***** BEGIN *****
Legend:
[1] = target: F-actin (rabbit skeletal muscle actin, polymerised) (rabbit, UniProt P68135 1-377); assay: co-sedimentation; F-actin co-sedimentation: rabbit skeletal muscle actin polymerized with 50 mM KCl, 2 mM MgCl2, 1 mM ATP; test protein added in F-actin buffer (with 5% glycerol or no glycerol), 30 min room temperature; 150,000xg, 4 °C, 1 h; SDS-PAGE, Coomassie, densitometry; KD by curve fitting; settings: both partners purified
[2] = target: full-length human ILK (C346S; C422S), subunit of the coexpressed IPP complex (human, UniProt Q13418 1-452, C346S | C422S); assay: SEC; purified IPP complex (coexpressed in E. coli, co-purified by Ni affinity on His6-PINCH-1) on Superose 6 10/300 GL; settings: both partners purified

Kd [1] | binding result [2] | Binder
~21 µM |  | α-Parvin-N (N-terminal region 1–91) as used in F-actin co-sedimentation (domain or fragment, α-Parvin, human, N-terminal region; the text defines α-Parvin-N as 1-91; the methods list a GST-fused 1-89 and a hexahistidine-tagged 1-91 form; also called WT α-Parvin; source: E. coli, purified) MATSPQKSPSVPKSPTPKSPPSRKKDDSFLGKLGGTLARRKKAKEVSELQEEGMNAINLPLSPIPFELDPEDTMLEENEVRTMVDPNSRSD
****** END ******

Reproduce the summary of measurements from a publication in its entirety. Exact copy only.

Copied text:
Legend:
[1] = target: F-actin (rabbit skeletal muscle actin, polymerised) (rabbit, UniProt P68135 1-377); assay: co-sedimentation; F-actin co-sedimentation: rabbit skeletal muscle actin polymerized with 50 mM KCl, 2 mM MgCl2, 1 mM ATP; test protein added in F-actin buffer (with 5% glycerol or no glycerol), 30 min room temperature; 150,000xg, 4 °C, 1 h; SDS-PAGE, Coomassie, densitometry; KD by curve fitting; settings: both partners purified
[2] = target: full-length human ILK (C346S; C422S), subunit of the coexpressed IPP complex (human, UniProt Q13418 1-452, C346S | C422S); assay: SEC; purified IPP complex (coexpressed in E. coli, co-purified by Ni affinity on His6-PINCH-1) on Superose 6 10/300 GL; settings: both partners purified

Kd [1] | binding result [2] | Binder
~21 µM |  | α-Parvin-N (N-terminal region 1–91) as used in F-actin co-sedimentation (domain or fragment, α-Parvin, human, N-terminal region; the text defines α-Parvin-N as 1-91; the methods list a GST-fused 1-89 and a hexahistidine-tagged 1-91 form; also called WT α-Parvin; source: E. coli, purified) MATSPQKSPSVPKSPTPKSPPSRKKDDSFLGKLGGTLARRKKAKEVSELQEEGMNAINLPLSPIPFELDPEDTMLEENEVRTMVDPNSRSD